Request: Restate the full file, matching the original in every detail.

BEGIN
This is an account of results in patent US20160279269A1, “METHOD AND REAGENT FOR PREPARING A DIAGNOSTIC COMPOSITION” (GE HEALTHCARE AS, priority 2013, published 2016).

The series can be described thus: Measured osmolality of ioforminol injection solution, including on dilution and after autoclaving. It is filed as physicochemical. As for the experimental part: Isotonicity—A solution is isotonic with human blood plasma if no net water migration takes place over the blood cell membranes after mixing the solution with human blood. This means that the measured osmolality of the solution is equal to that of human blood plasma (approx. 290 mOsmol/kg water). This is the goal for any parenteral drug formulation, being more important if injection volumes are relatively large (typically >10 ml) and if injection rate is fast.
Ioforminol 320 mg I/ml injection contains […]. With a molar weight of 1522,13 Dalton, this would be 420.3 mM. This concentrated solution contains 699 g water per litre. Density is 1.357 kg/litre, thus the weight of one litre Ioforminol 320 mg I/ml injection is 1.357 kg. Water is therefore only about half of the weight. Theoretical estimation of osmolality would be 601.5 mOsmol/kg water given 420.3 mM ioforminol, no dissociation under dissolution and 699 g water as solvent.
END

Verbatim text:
This is an account of results in patent US20160279269A1, “METHOD AND REAGENT FOR PREPARING A DIAGNOSTIC COMPOSITION” (GE HEALTHCARE AS, priority 2013, published 2016).

The series can be described thus: Measured osmolality of ioforminol injection solution, including on dilution and after autoclaving. It is filed as physicochemical. As for the experimental part: Isotonicity—A solution is isotonic with human blood plasma if no net water migration takes place over the blood cell membranes after mixing the solution with human blood. This means that the measured osmolality of the solution is equal to that of human blood plasma (approx. 290 mOsmol/kg water). This is the goal for any parenteral drug formulation, being more important if injection volumes are relatively large (typically >10 ml) and if injection rate is fast.
Ioforminol 320 mg I/ml injection contains […]. With a molar weight of 1522,13 Dalton, this would be 420.3 mM. This concentrated solution contains 699 g water per litre. Density is 1.357 kg/litre, thus the weight of one litre Ioforminol 320 mg I/ml injection is 1.357 kg. Water is therefore only about half of the weight. Theoretical estimation of osmolality would be 601.5 mOsmol/kg water given 420.3 mM ioforminol, no dissociation under dissolution and 699 g water as solvent.